The series of apps and imagery below are just a few samples of use cases and scenarios used by Talent for the long recovery process. This is not a comprehensive list so I encourage you to reach out to us. These are real use cases from Talent who are in the recovery phase and have much work still to do.
"With Esri products, Nearmap content, and Nikki’s expertise, this took about 20 minutes, rather than the several week process it would have taken us to review the properties in person" - Jordan Rooklyn, City Manager, City of Talent. Discussing the use of AI for a hazardous fuels reduction project.
This ArcGIS Webmap uses Nearmap AI for medium to high vegetation from before and after the fire, making it simple to calculate the acreage of vegetation loss.
Recovery after a natural disaster is a lengthy and all-consuming process. Efforts are split between maintaining normal city functions and repairing the affected areas. Optimal use of available resources is critical to successful recovery, and recovery operations need the most current, accurate, and accessible analytical tools and data. Talent, Oregon is a small community, and is now in year two of recovery from the Almeda fire that left over 2,000 residents homeless and destroyed vast swaths of vegetation and structures. The initial response to the fire was all-hands-on-deck. This quickly moved into planning for recovery and almost simultaneously initial recovery operations commenced. Using Esri’s ArcGIS with Nearmap high-resolution imagery, AI, and 3D, Talent is recovering and planning for the future with fire resiliency in mind. The apps, images, and videos above illustrate just some of the ways ArcGIS combined with Nearmap content are assisting Talent in recovery.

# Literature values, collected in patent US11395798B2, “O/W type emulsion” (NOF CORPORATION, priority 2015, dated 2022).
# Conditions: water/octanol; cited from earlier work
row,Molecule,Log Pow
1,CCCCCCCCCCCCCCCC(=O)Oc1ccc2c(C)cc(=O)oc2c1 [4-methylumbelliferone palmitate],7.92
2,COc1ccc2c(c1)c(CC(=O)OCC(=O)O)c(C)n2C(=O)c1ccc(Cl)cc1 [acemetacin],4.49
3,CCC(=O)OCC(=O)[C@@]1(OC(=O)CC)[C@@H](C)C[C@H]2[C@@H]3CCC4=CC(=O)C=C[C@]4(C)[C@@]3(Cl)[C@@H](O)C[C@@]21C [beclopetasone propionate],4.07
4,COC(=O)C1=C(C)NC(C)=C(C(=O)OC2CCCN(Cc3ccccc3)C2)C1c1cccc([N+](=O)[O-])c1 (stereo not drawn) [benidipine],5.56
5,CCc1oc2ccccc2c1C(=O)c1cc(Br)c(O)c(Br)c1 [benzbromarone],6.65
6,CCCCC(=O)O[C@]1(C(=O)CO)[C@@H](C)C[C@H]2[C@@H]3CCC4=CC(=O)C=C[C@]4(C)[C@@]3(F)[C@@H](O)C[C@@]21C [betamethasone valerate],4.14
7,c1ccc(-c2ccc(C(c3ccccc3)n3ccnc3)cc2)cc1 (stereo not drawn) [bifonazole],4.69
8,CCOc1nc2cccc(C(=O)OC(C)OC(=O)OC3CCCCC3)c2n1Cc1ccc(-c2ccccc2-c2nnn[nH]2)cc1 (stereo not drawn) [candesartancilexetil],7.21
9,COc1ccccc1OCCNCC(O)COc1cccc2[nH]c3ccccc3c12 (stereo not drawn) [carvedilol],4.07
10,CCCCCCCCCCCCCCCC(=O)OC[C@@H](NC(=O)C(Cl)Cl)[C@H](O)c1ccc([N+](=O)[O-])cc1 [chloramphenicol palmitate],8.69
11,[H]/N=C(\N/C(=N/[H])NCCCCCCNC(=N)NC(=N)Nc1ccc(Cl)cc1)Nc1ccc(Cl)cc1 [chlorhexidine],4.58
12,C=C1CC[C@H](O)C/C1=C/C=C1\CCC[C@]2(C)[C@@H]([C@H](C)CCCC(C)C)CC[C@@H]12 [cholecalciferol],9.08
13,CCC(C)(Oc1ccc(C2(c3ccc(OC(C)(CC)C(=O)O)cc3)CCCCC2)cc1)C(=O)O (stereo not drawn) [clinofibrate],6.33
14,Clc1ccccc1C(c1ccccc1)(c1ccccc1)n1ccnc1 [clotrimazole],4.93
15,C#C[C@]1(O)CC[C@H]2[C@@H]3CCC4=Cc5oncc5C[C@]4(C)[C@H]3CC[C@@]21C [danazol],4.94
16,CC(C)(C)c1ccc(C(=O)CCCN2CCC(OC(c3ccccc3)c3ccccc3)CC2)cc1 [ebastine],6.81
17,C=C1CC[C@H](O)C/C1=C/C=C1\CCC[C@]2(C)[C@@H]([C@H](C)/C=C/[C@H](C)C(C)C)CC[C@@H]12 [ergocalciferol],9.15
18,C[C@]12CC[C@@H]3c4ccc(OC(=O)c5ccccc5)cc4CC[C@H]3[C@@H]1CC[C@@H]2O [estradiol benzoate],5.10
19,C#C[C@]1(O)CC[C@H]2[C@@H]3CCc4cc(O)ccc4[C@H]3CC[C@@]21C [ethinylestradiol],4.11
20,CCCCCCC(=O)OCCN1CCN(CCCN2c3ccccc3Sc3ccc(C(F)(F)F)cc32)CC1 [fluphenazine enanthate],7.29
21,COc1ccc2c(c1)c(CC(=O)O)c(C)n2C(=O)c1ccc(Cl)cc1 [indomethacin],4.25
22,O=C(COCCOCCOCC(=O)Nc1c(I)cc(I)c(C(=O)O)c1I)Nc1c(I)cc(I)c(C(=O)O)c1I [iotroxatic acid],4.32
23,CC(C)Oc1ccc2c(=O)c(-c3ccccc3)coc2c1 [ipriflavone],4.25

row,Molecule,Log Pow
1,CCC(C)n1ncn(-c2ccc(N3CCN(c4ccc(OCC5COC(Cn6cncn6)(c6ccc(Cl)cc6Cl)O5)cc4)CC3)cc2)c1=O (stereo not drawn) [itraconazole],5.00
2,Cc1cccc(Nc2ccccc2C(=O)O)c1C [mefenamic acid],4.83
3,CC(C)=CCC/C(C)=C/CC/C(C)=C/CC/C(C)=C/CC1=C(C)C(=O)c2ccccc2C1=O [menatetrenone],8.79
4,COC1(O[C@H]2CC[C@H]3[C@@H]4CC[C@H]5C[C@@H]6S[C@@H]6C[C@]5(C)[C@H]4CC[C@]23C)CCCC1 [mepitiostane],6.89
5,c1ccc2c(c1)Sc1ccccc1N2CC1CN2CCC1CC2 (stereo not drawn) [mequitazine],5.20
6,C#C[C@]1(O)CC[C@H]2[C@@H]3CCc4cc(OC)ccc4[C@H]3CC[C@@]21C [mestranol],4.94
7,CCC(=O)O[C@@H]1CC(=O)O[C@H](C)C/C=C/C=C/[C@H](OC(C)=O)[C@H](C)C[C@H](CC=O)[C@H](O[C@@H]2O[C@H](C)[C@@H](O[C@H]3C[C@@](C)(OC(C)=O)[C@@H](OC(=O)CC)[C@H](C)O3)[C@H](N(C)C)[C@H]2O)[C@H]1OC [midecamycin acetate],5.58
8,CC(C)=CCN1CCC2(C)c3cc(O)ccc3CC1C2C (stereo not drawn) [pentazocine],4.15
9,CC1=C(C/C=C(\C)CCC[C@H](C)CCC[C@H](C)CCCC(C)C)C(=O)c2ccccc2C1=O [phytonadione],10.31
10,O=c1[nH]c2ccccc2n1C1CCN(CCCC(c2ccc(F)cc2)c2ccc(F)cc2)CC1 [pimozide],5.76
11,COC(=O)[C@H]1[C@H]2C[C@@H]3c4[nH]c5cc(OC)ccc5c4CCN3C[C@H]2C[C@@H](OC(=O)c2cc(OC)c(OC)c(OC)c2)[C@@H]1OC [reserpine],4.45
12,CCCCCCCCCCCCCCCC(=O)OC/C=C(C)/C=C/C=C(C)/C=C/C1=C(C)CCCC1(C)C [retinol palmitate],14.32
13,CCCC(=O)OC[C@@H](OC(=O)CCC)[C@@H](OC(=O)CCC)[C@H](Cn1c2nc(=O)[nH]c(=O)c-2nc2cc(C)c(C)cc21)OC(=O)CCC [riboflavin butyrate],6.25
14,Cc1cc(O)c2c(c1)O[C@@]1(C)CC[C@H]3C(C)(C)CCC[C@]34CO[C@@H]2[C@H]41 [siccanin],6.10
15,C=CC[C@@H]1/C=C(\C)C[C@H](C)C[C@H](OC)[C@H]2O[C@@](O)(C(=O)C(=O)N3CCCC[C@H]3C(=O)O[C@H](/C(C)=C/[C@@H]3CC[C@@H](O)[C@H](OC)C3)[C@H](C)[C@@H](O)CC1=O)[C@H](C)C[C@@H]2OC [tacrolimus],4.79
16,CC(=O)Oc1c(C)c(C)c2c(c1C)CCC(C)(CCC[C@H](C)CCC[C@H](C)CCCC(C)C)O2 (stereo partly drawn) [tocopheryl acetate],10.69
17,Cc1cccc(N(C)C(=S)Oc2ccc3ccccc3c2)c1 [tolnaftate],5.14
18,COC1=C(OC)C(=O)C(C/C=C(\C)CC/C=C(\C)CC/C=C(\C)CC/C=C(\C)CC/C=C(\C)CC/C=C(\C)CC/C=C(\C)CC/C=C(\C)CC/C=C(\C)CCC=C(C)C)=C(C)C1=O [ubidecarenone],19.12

Founded in 2007, Nearmap is a leading aerial imagery and geospatial technology provider, delivering content at scale and covering large urban areas throughout Australia, the United States, New Zealand, and Canada.
Nearmap is one of Fast Company’s 10 Most Innovative Companies of 2020 and is a Sydney-headquartered technology pioneer listed on the ASX 300. Combining patented plane-mounted camera systems, a world-class survey operations capability, and an automated photogrammetry pipeline to provide imagery within days of capture, Nearmap provides quality at scale — covering large urban areas to empower businesses to perform virtual site visits and make critical business decisions without leaving the office.
Learn more about how Nearmap accelerates your understanding of catastrophic damage with rapid collection of high-resolution aerial images following natural disasters, so you can be there for your customers and communities — even when ground access and inspection resources are limited.
Thank you to Nikki Hart-Brinkley, Technology Services Coordinator, Rogue Valley Council of Governments for hosting my visit, insights, use cases, enthusiasm, and webmap access for many of the application images.
Credit and acknowledgement for their hard work and insights is also given to Jackson County, Oregon.